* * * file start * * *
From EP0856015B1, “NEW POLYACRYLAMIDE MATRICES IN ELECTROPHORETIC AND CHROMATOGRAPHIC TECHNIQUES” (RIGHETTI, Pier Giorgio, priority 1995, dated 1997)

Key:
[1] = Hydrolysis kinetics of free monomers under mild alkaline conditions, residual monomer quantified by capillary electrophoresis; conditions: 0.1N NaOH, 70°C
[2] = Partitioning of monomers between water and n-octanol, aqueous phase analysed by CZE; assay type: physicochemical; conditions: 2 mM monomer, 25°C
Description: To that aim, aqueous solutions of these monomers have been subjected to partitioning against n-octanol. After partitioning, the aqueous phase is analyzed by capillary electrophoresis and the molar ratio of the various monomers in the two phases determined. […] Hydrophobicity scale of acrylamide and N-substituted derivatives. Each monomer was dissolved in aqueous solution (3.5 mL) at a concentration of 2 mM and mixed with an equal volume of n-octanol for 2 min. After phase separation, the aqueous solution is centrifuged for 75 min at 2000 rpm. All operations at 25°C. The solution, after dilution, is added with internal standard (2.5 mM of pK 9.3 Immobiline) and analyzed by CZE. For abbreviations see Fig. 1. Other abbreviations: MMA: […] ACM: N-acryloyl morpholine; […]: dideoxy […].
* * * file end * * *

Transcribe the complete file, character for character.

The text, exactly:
From EP0856015B1, “NEW POLYACRYLAMIDE MATRICES IN ELECTROPHORETIC AND CHROMATOGRAPHIC TECHNIQUES” (RIGHETTI, Pier Giorgio, priority 1995, dated 1997)

Key:
[1] = Hydrolysis kinetics of free monomers under mild alkaline conditions, residual monomer quantified by capillary electrophoresis; conditions: 0.1N NaOH, 70°C
[2] = Partitioning of monomers between water and n-octanol, aqueous phase analysed by CZE; assay type: physicochemical; conditions: 2 mM monomer, 25°C
Description: To that aim, aqueous solutions of these monomers have been subjected to partitioning against n-octanol. After partitioning, the aqueous phase is analyzed by capillary electrophoresis and the molar ratio of the various monomers in the two phases determined. […] Hydrophobicity scale of acrylamide and N-substituted derivatives. Each monomer was dissolved in aqueous solution (3.5 mL) at a concentration of 2 mM and mixed with an equal volume of n-octanol for 2 min. After phase separation, the aqueous solution is centrifuged for 75 min at 2000 rpm. All operations at 25°C. The solution, after dilution, is added with internal standard (2.5 mM of pK 9.3 Immobiline) and analyzed by CZE. For abbreviations see Fig. 1. Other abbreviations: MMA: […] ACM: N-acryloyl morpholine; […]: dideoxy […].